A problem as hard as a rock face

I am facing the realization of the American GDP graph (this project).

I attach the product code so far.

<!DOCTYPE html>
    <title>American GDP</title>
    <meta charset="UTF-8">
    <script src="https://d3js.org/d3.v6.min.js"></script>
      #main {
        display: flex;
        flex-direction: column;
        justify-content: flex-start;
        align-items: center;
        width: 100vw;
        height: 100vh
      #title {
        font-family: sans-serif;
        font-size: 2em;
        font-weight: bold;
        text-align: center;
        padding-top: .5em;
        padding-bottom: .5em;
        margin-top: .5em;
        margin-bottom: .5em;
        width: 100%;
        background-color: greenyellow;
      #canvas {
        background-color: gold;
      .tick {}
    <div id="main">
      <div id="title">USA Gross Domestic Product</div>
      <div id="canvas">

      const url = "https://raw.githubusercontent.com/FreeCodeCamp/ProjectReferenceData/master/GDP-data.json";

      const req = new XMLHttpRequest();
      req.open("GET", url, true);
      req.onload = function() {
        let jsonData = JSON.parse(req.responseText);
      function drawChart(data) {
        let arr = data["data"]; // solo il campo 'data', il resto no

        const parseDate = d3.timeParse("%Y-%m-%d");

        const dataset = arr.map(item => {
          return [

        const w = 900;
        const h = 550;
        const padding = 50;

        const maxDate = d3.max(dataset, d => d[0]);
        const minDate = d3.min(dataset, d => d[0]);

        const xScale = d3.scaleTime()
          .domain([minDate, maxDate])
          .range([padding, w - padding])
        const maxGdp = d3.max(dataset, d => d[1]);
        const minGdp = d3.min(dataset, d => d[1]);

        /*>_>*/console.log('1 ### ', 'maxGdp: ', maxGdp);
        /*>_>*/console.log('2 ### ', 'minGdp: ', minGdp);

        const yScale = d3.scaleLinear()
          .domain([0, maxGdp])
          .range([h - padding, padding])

        /*>_>*/console.log('3 ### ',
          'yScale(50): ', yScale(50),
          '\nyScale(500): ', yScale(500),
          '\nyScale(5000): ', yScale(5000),
          '\nyScale(50000): ', yScale(50000));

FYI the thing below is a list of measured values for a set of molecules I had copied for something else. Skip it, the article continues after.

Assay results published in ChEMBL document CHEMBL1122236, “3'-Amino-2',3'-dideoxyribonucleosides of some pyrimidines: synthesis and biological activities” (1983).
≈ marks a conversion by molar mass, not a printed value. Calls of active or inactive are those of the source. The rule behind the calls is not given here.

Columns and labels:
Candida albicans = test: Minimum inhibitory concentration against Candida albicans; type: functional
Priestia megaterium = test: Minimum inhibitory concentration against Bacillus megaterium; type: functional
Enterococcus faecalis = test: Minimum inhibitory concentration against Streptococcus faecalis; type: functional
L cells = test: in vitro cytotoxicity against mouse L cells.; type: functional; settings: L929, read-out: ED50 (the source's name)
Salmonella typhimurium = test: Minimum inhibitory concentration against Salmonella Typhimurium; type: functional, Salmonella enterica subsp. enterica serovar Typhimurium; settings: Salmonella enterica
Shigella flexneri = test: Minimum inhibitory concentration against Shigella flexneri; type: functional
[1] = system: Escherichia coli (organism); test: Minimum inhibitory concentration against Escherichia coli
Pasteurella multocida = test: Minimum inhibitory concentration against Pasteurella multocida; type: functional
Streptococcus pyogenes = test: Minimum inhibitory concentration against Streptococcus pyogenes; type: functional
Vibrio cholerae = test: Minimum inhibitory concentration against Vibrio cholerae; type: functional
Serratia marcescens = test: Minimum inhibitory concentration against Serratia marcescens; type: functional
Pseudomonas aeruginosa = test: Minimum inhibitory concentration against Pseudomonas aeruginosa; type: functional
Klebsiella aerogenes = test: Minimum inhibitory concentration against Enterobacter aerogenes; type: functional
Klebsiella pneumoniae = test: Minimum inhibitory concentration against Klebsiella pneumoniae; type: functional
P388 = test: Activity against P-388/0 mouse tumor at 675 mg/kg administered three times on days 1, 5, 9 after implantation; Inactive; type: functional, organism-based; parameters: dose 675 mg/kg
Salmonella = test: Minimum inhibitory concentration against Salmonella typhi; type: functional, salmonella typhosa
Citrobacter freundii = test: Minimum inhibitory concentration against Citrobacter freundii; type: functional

const xAxis = d3.axisBottom(xScale)
        const yAxis = d3.axisLeft(yScale)
        const chart = d3.select('#canvas')
          .attr('width', w)
          .attr('height', h)

        // const barWidth = ((h - (padding * 2)) / dataset.length) - .30;
          .attr('class', 'bar')
          .attr('cx', (d) => xScale(d[0]))
          .attr('cy', (d) => (h - padding - yScale(d[1])))
          .attr('r', 2)
          .attr('fill', 'black')
          .attr('class', 'bar')
          .attr('x', (d) => xScale(d[0]))
          .attr('y', (d) => (h - padding - yScale(d[1])))
          .attr('height', (d) => yScale(d[1]))
          .attr('width', barWidth)
          .attr('fill', 'black')

          .attr('id', 'x-axis')
          .attr('transform', 'translate(0, ' + (h - padding) + ')')
          .attr('id', 'y-axis')
          .attr('transform', 'translate(' + padding + ', 0)')

If you run this program on a WEB page you can see that the graph IS FLIPPED. The problem is that the yScale method returns wrong values (I entered a console.log() to see the problem: the higher the input values, the lower the output value, and it should be opposite).
I have tried to modify the code in a thousand ways, but if I can represent the data correctly, then the y-axis is wrong, and vice versa.
I have compared the code with a thousand sources, but it seems to me that my code strictly follows the D3 specification.

Don’t pay attention to the fact that the design is still ‘ugly’ and that the chart uses circles instead of bars, that’s not the problem. The work must be done, but I’m stuck on this problem, and if I don’t fix it, I can’t move on.

Hello there,

This is where I see a problem, because you already should be accounting for the offset (h-padding) in the definition of yScale:

I hope this helps

@Sky020 !!! Many thanks. I cannot understand how I couldn’t see that.

1 Like

Just the way of programming - sometimes it requires a new/second set of eyes :slightly_smiling_face: